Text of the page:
The Necklace

One of my favorite short stories to assign in my literature classes is “The Necklace” by the French author Guy de Maupassant. Basically the main character, Madame Loisel, has the weakness of feeling entitled and lacks the values to appreciate what she already has in life. When she receives an invitation to a ball, she immediately stresses over what to wear. Insisting on being the most admired woman in attendance, she asks her devoted husband to buy her a new dress. Despite the new but simple dress, she becomes anxious about what accessories to pair with it. She ends up going to one of her wealthy friends who was generous enough to lend her diamond necklace.

Once at the ball, every man and woman admired her. But her shining moment dims quickly when she arrives in her home only to realize that the necklace is gone. Madame L and her husband decided to lie and replace the necklace with another similar necklace. Unfortunately, the couple spent years trying to pay off the debt acquired from the purchase of the new necklace. In the end, when Madame L confesses (more like complains) to her friend about what really happened, it was revealed that the original necklace wasn’t made of real diamonds and that it cost far less than the replacement.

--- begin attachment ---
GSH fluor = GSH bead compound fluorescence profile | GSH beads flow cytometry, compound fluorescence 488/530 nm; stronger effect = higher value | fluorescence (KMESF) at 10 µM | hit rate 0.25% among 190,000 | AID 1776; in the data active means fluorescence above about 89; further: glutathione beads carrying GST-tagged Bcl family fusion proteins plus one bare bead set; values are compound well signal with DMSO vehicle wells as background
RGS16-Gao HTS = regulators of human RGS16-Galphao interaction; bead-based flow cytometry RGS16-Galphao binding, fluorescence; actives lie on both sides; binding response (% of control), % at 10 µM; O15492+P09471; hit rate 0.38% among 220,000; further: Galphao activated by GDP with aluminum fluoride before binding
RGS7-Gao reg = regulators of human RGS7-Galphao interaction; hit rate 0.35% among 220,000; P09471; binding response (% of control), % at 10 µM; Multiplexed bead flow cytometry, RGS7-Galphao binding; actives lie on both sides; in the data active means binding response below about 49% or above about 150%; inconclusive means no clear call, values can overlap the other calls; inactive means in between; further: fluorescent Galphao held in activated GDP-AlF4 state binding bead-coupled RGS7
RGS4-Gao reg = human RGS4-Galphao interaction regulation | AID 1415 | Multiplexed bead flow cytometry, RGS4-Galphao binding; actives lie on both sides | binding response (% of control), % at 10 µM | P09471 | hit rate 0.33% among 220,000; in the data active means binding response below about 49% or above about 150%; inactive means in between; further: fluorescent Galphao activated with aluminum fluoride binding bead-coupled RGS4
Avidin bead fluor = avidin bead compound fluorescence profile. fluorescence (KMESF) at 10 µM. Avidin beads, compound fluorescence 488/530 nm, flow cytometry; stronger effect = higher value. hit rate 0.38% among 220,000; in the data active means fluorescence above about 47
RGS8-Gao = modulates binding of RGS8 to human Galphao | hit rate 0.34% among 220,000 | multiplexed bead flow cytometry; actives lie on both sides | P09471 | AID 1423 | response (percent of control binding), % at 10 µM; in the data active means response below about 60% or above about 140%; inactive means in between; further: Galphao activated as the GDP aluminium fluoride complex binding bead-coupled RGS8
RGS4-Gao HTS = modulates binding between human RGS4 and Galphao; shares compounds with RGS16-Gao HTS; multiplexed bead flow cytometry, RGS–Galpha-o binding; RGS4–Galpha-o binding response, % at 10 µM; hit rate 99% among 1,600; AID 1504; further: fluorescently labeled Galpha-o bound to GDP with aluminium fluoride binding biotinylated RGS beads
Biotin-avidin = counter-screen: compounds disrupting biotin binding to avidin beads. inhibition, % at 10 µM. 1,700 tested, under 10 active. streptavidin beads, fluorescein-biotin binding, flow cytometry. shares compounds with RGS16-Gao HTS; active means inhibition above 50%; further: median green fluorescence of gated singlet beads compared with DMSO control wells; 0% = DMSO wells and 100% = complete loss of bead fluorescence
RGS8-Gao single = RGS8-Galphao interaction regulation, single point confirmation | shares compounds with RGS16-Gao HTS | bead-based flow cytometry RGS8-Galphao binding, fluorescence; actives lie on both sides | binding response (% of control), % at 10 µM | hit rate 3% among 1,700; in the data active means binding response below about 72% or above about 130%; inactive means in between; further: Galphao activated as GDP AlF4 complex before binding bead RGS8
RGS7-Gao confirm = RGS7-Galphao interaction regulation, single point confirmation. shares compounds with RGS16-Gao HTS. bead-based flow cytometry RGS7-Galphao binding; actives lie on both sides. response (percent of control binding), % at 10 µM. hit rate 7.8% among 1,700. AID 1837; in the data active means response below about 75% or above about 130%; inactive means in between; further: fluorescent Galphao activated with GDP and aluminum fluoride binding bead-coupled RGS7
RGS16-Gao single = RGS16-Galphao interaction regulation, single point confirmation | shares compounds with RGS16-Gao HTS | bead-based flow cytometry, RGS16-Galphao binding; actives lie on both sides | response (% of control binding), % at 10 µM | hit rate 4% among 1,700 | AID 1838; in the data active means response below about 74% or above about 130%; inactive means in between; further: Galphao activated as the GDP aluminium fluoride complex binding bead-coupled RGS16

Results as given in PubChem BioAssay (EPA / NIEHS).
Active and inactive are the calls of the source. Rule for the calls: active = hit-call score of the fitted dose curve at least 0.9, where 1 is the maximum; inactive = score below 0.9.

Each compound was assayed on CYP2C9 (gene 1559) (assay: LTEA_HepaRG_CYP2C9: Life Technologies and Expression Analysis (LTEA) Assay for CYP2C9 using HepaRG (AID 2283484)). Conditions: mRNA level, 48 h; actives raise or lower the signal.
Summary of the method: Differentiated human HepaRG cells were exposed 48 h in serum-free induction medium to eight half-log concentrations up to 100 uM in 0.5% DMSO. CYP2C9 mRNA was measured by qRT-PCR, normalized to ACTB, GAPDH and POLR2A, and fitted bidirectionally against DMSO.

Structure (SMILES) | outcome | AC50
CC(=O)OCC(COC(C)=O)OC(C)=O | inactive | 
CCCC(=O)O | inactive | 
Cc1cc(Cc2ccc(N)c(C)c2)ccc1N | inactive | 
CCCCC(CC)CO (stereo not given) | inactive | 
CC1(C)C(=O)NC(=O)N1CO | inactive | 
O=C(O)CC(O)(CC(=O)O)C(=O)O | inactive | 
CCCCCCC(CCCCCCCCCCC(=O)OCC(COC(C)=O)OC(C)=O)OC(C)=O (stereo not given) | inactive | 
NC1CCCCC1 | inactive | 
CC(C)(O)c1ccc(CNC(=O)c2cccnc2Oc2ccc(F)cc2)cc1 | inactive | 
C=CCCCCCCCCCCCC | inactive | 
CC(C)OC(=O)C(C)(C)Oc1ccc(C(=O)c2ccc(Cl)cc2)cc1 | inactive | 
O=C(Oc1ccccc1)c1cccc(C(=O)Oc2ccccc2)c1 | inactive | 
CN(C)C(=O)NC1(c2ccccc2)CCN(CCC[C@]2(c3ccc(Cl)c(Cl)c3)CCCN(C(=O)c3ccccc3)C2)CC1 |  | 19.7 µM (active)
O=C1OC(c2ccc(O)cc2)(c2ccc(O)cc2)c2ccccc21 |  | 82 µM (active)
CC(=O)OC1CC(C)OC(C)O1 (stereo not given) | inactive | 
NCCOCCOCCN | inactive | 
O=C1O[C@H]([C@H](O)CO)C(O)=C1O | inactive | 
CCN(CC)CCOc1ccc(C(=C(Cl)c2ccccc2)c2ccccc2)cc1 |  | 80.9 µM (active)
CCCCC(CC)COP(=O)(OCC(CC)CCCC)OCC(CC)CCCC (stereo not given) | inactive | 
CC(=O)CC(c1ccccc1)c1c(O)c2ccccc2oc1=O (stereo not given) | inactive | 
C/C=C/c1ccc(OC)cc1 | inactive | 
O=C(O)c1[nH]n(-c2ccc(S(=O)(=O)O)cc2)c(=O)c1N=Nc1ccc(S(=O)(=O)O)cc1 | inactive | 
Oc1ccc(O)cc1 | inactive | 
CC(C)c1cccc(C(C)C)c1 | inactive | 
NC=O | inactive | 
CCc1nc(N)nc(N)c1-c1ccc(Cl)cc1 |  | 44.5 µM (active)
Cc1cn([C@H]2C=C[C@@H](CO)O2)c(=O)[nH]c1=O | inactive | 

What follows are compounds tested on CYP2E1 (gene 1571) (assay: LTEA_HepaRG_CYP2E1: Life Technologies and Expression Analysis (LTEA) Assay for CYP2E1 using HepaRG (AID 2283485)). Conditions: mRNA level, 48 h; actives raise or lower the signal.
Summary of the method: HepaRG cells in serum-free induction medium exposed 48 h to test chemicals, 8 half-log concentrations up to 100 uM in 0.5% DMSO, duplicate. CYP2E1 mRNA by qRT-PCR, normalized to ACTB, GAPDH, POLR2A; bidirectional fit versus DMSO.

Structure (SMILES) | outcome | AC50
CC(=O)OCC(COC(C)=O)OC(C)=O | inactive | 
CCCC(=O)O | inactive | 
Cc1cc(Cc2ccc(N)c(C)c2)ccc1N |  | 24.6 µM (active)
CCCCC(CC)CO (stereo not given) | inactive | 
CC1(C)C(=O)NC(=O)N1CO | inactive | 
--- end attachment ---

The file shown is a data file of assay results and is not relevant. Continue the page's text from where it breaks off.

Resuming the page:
Not only do the Loisels end up in a worse financial situation, it seems that Madame L never truly learns the important lesson of the story: be honest, more humble and appreciate the good things you already have in life.

Too bad Madame L didn’t live today. I recently bought this fabulous statement necklace for a party. Huge black and white diamond-like stones for more or less six bucks! She could put an entire look together on a budget at H&M or Top Shop. But then again too many people today are like Madame L and will never be happy with their lives.

Ms. Austen Is To Blame

“You said you’re an English major. Tell me, was it Charlotte Bronte, Jane Austen, or Thomas Hardy who first made you fall in love with literature?” -Christian Grey (Fifty Shades of Grey movie)

While Anastasia Steele credits Hardy for her love affair for literature, I totally and completely blame Jane Austen for mine! Perhaps Austen is a predictable choice but nevertheless she deserves the recognition for being one of the greatest writers of the English language (cue the music, lights, tiara and sash).